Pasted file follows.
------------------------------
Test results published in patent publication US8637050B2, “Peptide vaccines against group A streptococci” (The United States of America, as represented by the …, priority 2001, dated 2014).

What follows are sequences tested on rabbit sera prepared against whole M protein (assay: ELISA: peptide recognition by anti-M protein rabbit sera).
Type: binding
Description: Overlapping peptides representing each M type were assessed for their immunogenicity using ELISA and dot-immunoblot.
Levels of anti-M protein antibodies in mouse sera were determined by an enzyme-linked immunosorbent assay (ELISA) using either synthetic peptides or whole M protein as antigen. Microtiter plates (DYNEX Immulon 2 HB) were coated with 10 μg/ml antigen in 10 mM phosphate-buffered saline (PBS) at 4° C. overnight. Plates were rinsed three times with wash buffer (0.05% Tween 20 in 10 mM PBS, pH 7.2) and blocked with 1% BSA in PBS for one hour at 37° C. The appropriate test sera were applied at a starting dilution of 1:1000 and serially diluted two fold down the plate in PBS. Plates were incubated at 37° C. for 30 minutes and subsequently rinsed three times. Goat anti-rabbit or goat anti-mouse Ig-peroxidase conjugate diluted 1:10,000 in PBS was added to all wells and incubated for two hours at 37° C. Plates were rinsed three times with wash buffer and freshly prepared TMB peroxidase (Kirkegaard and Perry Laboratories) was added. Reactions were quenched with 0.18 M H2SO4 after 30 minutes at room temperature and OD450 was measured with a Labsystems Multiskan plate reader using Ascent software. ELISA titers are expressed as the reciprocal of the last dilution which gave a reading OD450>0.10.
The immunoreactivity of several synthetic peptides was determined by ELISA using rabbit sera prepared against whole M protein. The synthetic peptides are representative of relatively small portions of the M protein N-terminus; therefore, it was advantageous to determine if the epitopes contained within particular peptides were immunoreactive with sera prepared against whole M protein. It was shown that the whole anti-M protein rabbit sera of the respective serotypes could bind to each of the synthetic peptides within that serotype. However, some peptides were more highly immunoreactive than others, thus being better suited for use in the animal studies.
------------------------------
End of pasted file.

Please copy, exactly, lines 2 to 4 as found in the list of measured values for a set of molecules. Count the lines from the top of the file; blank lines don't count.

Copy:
What follows are sequences tested on rabbit sera prepared against whole M protein (assay: ELISA: peptide recognition by anti-M protein rabbit sera).
Type: binding
Description: Overlapping peptides representing each M type were assessed for their immunogenicity using ELISA and dot-immunoblot.